DeBoer and Rowse spoke with visible breath in the harsh cold air, talking to reporters before going in to hear the state present their first witnesses.
“We are excited. Our attorneys have done a great job building the case. And we’re just excited waiting to hear the verdict and what the judge has to say,” DeBoer said. “We love the supporters, that’s fantastic. We’re glad they’re out here and we’re sorry that it’s so cold. It’s devotion, you know. We all stand by each other. They’re not standing behind us, they’re standing with us.”
When asked if she was nervous, Rowse answered, “I think the nerves ended about two years ago.”
Once the parties were inside, and the morning’s protestors and supporters had dispersed, about 30 Detroit ministers joined about 20 of the “traditional marriage” supporters and circled the building singing hymns and saying Bible verses. The arrived around 11 a.m., in time to catch the noon news programs and enjoy slightly warmer weather.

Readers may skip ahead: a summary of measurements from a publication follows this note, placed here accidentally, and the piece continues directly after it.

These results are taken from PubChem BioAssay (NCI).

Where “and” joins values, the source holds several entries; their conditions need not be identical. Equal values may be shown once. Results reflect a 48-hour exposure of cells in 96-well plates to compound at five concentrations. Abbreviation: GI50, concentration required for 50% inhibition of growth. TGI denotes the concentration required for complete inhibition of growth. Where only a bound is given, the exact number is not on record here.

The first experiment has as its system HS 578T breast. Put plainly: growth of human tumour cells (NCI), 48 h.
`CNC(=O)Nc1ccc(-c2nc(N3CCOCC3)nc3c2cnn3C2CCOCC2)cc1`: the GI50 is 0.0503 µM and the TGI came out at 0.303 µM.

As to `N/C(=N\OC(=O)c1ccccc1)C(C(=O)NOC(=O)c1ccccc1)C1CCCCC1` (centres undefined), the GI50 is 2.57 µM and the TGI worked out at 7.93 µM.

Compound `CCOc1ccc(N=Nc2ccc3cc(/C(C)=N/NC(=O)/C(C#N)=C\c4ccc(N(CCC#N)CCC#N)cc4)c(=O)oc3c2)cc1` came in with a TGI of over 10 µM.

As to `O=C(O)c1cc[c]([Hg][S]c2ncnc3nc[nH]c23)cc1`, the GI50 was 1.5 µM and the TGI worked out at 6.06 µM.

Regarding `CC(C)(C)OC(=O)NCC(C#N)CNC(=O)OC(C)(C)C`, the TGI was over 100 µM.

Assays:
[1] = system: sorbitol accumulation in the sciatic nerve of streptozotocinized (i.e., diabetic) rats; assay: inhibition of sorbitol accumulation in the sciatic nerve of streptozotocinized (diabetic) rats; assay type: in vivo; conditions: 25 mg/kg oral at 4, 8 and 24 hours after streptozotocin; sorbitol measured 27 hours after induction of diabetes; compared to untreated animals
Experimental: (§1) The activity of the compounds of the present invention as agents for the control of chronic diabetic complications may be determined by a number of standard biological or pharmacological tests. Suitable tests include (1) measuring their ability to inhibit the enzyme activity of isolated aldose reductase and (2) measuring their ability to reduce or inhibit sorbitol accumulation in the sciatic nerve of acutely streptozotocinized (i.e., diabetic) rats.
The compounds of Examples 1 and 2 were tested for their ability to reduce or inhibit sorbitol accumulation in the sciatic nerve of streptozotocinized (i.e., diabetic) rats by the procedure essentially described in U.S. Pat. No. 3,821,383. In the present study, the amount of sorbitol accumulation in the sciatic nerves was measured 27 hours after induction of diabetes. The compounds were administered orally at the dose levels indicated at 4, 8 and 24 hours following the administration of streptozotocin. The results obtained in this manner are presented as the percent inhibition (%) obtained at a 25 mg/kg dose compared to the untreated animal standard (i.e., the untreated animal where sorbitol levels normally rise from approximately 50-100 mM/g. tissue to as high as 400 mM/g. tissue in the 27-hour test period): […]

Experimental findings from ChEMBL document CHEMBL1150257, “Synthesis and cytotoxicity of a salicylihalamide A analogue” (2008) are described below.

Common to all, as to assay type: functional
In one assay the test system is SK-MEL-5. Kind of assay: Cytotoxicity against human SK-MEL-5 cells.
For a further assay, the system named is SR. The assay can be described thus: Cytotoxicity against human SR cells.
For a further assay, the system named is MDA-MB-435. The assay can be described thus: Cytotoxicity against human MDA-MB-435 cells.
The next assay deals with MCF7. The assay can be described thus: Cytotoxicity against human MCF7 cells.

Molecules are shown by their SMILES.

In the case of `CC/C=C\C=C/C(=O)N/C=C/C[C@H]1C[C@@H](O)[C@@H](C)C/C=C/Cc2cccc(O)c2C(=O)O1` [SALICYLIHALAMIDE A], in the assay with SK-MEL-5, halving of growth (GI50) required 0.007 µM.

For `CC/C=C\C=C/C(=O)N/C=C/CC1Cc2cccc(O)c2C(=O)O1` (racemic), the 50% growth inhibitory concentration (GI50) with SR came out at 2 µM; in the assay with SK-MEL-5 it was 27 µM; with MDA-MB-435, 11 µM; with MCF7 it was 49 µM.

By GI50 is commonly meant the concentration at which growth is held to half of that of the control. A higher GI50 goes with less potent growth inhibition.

Pastor Colwell of First Baptist World Changers in Detroit was among those walking with Bible in hand. “We are here for our voting rights and to protect the marriage amendment. 2.5 million voters went to the polls and voted to protect the marriage right. One man one woman. And we believe that we want to protect it and not change it. There are pastors surrounding all over the Michigan region that support, over 100+ pastors and congregants standing for our rights,” he said.
Marriage equality supporter Monte Albert of Ferndale came with a large sign telling protestors that marriage pre-dated their Bible. “I feel like state and church should be separate. Founding fathers made it very clear,” he said. “All the opposition to marriage equality was only on a Biblical basis, not on any other religion or any other religious basis.”